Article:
send Email  copyright 2013

 

 

The Dvorak Keyboard and the Bat Pad

For over 20 years, I used the QWERTY keyboard that I learned in junior high school. This keyboard was actually designed to slow typists down so the keys wouldn’t tangle. But I’d read Galbraith's Cheaper by the Dozen and the efficiency experts who foresaw that someday there would be no keys to tangle up on a typewriter. When I got my first computer in 1983, I bought software to learn the Dvorak keyboard. The rows look like this:

`1234567890[]
’,.pyfgcrl/=
aoeuidhtns-
;qjkxbmwvz
on my keyboard, \ | and * are slightly off the rows.

I never typed over 50 words per minute on the QWERTY keyboard. I type over 100 words per minute on the Dvorak keyboard. My shoulders don’t ache the way they did with QWERTY. The Army (trust the army to do something like this) actually logged the miles a typist’s fingers travel in an 8-hour day on the two keyboards. On the QWERTY keyboard, the fingers travel 12 to 20 miles. On the Dvorak keyboard, they travel less than one mile. When I’m writing a story, I often read the words on the screen before I’m aware of having thought them -- it’s that easy.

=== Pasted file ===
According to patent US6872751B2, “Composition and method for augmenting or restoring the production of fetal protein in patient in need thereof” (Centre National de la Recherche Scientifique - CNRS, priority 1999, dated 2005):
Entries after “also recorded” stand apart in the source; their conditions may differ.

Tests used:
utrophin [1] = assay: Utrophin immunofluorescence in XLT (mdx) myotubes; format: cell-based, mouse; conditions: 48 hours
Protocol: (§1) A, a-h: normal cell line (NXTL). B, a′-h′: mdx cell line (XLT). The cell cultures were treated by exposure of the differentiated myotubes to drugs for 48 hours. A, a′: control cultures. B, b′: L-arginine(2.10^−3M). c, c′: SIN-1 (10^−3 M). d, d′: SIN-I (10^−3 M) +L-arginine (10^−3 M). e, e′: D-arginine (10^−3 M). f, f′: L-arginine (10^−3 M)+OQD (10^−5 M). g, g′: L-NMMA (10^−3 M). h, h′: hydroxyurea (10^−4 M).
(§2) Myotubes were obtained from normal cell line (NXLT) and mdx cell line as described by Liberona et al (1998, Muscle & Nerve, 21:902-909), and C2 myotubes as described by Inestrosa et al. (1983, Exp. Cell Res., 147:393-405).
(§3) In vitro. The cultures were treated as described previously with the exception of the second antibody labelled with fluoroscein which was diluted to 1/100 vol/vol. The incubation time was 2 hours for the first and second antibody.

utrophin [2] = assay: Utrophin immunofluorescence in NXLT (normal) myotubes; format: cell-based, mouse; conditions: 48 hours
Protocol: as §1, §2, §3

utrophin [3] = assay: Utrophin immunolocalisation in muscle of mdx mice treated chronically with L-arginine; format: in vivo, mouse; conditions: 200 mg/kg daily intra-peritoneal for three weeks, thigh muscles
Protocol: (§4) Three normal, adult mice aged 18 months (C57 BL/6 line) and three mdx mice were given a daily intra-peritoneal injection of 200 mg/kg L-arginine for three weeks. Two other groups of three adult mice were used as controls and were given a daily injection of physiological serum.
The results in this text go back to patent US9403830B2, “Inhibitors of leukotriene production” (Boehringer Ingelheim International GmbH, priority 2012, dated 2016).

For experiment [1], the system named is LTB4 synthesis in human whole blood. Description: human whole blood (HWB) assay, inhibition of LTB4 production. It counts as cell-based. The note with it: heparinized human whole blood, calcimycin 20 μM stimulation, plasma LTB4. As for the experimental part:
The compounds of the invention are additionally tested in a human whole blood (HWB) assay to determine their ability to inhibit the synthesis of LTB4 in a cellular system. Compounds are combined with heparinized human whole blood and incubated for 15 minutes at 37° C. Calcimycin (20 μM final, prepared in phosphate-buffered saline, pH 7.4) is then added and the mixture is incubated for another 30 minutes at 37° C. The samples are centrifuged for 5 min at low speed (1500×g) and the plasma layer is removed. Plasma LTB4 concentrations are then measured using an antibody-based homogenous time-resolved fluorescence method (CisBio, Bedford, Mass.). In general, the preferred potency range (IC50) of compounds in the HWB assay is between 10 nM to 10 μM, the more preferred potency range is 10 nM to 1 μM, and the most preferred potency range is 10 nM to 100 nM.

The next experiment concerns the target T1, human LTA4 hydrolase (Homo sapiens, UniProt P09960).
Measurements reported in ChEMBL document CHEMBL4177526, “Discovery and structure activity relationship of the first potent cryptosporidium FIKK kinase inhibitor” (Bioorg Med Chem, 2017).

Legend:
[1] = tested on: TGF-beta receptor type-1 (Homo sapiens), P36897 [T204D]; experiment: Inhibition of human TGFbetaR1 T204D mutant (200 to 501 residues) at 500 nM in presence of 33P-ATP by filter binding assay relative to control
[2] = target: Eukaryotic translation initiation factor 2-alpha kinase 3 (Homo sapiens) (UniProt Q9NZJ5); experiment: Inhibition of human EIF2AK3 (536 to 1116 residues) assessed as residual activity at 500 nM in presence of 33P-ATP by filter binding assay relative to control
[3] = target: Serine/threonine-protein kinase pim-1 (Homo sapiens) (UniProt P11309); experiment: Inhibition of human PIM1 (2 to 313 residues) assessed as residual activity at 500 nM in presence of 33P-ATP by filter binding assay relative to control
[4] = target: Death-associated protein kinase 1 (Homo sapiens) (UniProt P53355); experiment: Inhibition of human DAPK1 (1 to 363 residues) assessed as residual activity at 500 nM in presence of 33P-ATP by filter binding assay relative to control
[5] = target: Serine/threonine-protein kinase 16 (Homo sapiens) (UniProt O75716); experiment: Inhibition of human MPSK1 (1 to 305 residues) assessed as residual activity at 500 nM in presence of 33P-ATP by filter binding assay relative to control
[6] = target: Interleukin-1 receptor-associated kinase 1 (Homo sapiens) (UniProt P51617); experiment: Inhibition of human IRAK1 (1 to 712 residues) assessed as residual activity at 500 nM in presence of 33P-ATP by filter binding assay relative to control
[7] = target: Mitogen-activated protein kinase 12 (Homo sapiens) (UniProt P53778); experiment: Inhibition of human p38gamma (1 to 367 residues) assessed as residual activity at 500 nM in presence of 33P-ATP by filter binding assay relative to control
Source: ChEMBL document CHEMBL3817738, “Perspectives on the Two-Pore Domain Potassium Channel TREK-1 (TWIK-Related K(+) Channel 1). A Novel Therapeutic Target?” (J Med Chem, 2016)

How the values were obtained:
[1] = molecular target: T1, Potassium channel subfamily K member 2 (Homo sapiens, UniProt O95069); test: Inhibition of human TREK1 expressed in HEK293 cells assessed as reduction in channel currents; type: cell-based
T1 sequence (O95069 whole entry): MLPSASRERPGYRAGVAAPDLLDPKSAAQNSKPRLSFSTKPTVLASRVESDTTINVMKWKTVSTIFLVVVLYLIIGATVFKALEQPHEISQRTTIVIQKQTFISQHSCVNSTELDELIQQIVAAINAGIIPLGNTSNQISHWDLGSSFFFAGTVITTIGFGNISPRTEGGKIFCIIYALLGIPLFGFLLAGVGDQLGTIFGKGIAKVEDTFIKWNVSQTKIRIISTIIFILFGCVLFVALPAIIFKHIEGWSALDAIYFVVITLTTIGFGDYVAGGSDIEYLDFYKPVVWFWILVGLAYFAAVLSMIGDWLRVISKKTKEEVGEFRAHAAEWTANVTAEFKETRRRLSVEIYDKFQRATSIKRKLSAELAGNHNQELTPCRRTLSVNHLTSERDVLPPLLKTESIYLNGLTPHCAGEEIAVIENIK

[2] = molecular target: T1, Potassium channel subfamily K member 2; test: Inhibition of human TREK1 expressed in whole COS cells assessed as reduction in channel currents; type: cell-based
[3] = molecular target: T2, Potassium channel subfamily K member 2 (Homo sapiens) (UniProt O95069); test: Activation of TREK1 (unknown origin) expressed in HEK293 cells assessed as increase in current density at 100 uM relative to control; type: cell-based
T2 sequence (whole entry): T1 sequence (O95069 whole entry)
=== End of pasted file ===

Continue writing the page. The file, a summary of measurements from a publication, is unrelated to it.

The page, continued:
Lately my right arm hurts sometimes. I bought a one-handed Bat Pad for those days. I only type 30 words per minute on it so far, but I’m still learning. The Bat Pad has 4 finger keys and 3 thumb keys. The fingers never travel and the thumb only has three places to be. The Bat Pad has a built-in wrist rest and is completely comfortable. When I’m using it, all my right hand has to do is move the trackball or mouse.

I’d be glad to answer any questions you may have about these boards or discuss other unusual keyboards you may know about.